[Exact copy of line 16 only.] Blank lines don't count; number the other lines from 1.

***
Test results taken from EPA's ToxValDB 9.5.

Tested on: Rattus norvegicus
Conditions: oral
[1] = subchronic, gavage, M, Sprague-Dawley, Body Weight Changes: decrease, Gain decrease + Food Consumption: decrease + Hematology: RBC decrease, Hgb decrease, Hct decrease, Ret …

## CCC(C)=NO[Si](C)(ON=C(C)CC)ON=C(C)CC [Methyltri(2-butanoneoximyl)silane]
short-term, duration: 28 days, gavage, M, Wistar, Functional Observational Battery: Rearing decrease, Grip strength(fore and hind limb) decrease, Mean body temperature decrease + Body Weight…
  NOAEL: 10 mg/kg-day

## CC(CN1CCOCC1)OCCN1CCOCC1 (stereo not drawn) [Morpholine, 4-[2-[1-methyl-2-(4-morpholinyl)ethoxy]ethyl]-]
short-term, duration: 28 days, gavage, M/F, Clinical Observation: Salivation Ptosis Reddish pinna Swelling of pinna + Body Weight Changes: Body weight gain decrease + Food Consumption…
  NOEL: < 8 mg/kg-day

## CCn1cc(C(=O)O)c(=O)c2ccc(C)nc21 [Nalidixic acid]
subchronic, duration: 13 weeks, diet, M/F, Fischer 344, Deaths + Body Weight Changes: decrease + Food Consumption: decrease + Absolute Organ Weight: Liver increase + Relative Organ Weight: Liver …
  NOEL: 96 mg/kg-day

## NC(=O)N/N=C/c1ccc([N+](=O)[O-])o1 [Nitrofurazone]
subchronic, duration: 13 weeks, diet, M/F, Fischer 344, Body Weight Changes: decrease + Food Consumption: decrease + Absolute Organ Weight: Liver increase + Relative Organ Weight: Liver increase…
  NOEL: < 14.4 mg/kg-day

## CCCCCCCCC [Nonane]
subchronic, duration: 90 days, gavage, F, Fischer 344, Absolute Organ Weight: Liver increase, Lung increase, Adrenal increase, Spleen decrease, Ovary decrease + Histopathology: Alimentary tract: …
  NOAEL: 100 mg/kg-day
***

  NOEL: < 14.4 mg/kg-day